Ansari’s “Misconduct” & Grace’s “Trauma” Are Now Open To the House
A recent article accusing Ansari of alleged sexual misconduct has led to wide-spread furore. 
A recent article accusing Ansari of alleged sexual misconduct has led to wide-spread furore. (Photo Courtesy: Facebook)

Ansari’s “Misconduct” & Grace’s “Trauma” Are Now Open To the House

“I guess there is no way I will ever really know what it is like to be in your shoes...so, I will try to do a better job of listening.’’

A pallid Dev, played by Aziz Ansari, concedes to his girlfriend after a heated argument about everyday sexism in his Emmy award-winning comedy Master Of None.

The recent article about Ansari and his alleged sexual misconduct is still a festering wound. It makes me wish that we all did a better job of ‘’listening’’. You, me, the media, the Twitter godwomen, the Facebook gadflies...all of us.

A screen-grab of the <a href="https://babe.net/2018/01/13/aziz-ansari-28355">Babe</a> piece that published Grace’s account.&nbsp;
A screen-grab of the Babe piece that published Grace’s account. 
(Photo Courtesy: Babe)

What Happens to That Which Is Not Black And White?

The lady in question, Grace, has given a blow-by-blow account of everything that transpired that night. If we can hold her account to be true, we can safely claim that she did engage despite discomfort and that Ansari did try to proceed with sexual activities despite her reluctance.

So, where does that leave us, the opining lot perched skillfully behind our computer screens? Are we prepared to pick a side, against our better judgement?

More importantly, what happens to experiences that are neither black nor white? Can they be entirely discounted? Or is there no such thing as a “grey area” when it comes to consent?

The All-Pervasive “But”...

For many, the details, dare I add, are so ragged that they don’t really know what conclusions to draw. The confusion is rampant and dreadful. And when that happens, we manage to judge situations by our own experiences. Here, we bump into the weather-beaten lot with ‘’why-did-she’’ and ‘’couldn’t-she-have’’ up their sleeves.

Can resistance always be straitjacketed in a strict format? Is a woman always emotionally equipped to kick his b*lls and storm off? I don’t quite know, but this episode got me thinking.

Touche?

Aziz Ansari’s “Humiliation”

An article published on The New York Times claims that Ansari is guilty of not being a mind reader. The author rephrases Grace’s text message to Ansari the next day, telling him that he had ignored clear non-verbal cues; he should have noticed that she was uncomfortable. Put in other words, the author says, it reads, “I am angry that you weren’t able to read my mind.” The author, a “proud feminist’’ writes, “If he pressures you to do something you don’t want to do, use a four-letter word, stand up on your two legs and walk out his door.”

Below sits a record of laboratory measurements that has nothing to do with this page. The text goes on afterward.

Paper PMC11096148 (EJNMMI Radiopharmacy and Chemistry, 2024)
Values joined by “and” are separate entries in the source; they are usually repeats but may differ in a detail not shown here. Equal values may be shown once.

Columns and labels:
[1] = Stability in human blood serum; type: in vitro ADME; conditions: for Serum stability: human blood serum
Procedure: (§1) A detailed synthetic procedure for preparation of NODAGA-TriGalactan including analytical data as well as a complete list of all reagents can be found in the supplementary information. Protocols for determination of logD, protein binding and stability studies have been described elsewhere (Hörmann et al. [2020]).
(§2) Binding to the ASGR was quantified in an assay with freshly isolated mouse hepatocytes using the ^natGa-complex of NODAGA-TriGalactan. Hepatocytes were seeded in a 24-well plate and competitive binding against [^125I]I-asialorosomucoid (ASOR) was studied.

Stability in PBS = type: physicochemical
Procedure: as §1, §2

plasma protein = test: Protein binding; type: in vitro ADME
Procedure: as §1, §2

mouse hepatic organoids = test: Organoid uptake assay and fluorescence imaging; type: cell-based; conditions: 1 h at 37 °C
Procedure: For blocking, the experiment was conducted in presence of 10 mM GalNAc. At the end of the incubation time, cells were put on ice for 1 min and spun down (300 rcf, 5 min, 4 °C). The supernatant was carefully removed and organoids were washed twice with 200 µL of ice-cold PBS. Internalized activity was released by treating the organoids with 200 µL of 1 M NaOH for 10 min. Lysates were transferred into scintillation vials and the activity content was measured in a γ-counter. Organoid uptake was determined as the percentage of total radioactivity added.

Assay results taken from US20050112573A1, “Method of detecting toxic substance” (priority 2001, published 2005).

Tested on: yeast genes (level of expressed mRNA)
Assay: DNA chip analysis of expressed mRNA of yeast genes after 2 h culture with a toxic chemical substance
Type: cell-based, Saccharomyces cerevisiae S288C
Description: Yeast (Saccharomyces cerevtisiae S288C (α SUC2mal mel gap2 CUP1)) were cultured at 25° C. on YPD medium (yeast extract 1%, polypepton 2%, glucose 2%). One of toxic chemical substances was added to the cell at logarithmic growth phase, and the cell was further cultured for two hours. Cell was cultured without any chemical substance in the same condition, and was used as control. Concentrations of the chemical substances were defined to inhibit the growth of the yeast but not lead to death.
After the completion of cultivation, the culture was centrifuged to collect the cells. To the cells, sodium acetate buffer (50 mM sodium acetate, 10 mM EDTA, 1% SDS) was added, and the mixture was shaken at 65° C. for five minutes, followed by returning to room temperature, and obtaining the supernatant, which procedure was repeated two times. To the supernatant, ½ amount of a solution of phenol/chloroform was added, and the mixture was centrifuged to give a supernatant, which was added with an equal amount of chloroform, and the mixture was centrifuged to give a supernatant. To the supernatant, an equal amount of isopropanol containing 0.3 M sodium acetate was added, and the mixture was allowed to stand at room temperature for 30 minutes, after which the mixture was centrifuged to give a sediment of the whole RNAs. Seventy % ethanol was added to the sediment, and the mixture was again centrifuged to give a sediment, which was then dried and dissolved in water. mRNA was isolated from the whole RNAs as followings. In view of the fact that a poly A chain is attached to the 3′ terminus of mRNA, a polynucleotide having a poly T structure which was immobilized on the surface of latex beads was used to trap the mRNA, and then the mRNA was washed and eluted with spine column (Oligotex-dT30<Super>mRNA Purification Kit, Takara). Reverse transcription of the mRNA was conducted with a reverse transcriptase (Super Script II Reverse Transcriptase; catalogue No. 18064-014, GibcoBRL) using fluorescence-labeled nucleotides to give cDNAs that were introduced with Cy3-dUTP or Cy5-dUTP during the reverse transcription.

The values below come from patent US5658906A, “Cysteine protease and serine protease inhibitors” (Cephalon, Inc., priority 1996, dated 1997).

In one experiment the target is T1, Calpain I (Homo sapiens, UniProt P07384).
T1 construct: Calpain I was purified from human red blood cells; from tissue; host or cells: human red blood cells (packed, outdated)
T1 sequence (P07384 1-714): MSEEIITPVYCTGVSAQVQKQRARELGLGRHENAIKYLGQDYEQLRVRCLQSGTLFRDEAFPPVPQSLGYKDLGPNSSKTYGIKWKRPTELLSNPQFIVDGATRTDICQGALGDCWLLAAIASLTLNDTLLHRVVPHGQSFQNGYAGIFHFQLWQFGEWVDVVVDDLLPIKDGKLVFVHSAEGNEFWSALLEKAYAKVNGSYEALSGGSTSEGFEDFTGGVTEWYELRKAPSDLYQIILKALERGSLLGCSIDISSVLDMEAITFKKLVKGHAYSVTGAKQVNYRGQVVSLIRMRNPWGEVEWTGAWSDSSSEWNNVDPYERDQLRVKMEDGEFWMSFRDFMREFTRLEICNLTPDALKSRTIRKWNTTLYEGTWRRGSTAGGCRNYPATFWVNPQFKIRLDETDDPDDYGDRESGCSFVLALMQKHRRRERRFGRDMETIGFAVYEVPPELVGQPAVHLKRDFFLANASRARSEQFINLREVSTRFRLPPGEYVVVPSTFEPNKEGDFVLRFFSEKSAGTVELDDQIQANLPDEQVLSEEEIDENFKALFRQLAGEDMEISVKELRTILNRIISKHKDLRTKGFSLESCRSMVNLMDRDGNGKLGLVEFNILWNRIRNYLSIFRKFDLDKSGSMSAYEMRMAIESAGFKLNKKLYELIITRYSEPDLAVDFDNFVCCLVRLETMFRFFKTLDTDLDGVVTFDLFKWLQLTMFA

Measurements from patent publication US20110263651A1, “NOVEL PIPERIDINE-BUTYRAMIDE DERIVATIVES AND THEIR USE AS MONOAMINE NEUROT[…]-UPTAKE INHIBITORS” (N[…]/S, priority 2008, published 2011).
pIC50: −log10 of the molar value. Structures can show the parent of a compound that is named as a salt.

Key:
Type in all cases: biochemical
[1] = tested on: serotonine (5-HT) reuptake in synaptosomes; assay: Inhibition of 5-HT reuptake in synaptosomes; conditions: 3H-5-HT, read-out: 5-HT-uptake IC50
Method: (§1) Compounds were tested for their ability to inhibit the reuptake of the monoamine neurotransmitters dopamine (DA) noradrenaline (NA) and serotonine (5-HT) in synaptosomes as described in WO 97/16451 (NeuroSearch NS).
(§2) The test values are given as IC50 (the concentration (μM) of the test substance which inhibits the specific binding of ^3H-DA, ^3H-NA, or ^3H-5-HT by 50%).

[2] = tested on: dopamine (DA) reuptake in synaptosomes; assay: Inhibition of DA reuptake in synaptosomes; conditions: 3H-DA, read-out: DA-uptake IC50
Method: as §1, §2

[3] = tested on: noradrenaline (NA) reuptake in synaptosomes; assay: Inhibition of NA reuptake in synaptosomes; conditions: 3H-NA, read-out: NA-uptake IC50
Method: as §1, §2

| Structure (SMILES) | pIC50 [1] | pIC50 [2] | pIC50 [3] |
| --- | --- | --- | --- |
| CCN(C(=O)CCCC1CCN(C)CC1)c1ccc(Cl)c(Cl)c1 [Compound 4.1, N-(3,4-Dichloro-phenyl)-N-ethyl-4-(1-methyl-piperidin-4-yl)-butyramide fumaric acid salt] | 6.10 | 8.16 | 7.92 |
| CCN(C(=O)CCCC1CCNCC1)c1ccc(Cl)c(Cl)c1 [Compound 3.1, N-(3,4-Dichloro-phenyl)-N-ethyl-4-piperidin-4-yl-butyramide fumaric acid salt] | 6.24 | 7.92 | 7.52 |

Noted.

Next, a piece on ‘’The Atlantic’’ states that “allegations against the comedian are proof that women are angry, temporarily powerful—and very, very dangerous.’’ It argues that ‘’modern girls are weak’’ and that ‘’she (Grace) and the writer who told her story created... 3,000 words of revenge porn.” Grace should have had agency to walk out on Ansari the second she realised that things were not going her way.

The clinical detail in which the story is told is intended not to validate her account as much as it is to hurt and humiliate Ansari. Together, the two women may have destroyed Ansari’s career, which is now the punishment for every kind of male sexual misconduct, from the grotesque to the disappointing.
Caitlin Flanagan, The Atlantic.  

Again, noted.

Is the Refusal to Empathise A Part of the Problem?

To this, and to the many others castigating Grace for her lack of ‘’agency’’, there has been sufficient backlash.

The arguments, when summarised, can roughly be boiled down to the following points:

1) There is no way of knowing one’s personal experience. None of us are in her shoes. Given the established history of discrimination women have faced for ages, some women find it difficult to speak up even in the most reassuring circumstances. Does that negate Ansari’s “unbecoming” behaviour?

2) Had Grace walked out on Ansari earlier than she did, would Ansari’s behaviour been excusable? Kate Harding argues,“ (In) NO OTHER CONTEXT do we expect adults to be incapable of understanding something like physically pulling away or saying “I don’t feel like it.” If you hug someone or talk to someone after they stop responding, you know it’s creepy. But sex?

‘’Grow up and take responsibility’’, argues Noel Wells.&nbsp;
‘’Grow up and take responsibility’’, argues Noel Wells. 
(Photo: Twitter) 

3) Why should a woman’s subjective experience be undermined because the degree of misconduct isn’t as severe as rape? Supporting Grace isn’t demeaning the #MeToo movement in any inconceivable way.

This is perhaps the reason women are reluctant to share their stories.

4) The fact that people are saying that ‘’that is what she should have expected’’ after willfully entering his apartment after a date is a dangerous, dangerous affirmation. It is an affirmation of the very culture of “entitlement” that patriarchy has normalised over the decades.

What Is Your Take?

Now that we have put forward both sides before you, where do you stand?

Grace had gone to a famous man’s apartment and accepted his sexual overtures. She had agreed to go down on him, despite her discomfort. Can her story ever be recounted without it becoming solely about her and her “agency”?

She has clearly and unabashedly been pushed into the “grey area”.

But with a barrage of arguments for and against her, Grace’s personal trauma is now open to debate.

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